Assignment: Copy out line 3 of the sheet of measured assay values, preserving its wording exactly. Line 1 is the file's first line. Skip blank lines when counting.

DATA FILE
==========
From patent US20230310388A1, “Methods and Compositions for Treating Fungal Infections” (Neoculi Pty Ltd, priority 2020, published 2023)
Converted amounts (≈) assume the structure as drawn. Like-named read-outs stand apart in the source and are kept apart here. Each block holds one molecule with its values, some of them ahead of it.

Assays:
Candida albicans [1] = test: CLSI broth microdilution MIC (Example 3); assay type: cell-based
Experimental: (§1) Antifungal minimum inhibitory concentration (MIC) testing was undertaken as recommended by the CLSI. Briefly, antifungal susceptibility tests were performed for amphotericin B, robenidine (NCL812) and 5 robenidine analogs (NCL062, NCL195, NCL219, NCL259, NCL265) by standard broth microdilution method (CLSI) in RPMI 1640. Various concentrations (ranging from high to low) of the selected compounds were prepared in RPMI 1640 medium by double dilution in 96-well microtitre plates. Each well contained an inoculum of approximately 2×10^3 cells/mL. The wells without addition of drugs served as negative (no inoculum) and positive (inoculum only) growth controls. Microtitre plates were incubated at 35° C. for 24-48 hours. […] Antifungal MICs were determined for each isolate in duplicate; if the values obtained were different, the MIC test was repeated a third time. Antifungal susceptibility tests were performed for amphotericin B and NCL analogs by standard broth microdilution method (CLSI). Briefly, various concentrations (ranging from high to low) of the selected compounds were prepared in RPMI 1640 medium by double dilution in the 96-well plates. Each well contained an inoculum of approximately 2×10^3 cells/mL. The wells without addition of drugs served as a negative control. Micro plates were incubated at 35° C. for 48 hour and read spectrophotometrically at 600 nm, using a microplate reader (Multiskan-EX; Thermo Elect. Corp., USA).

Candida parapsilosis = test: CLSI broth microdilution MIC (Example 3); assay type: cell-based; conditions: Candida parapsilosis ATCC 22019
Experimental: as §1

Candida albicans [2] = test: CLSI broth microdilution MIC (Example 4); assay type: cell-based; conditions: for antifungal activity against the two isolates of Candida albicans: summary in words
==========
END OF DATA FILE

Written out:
Assays: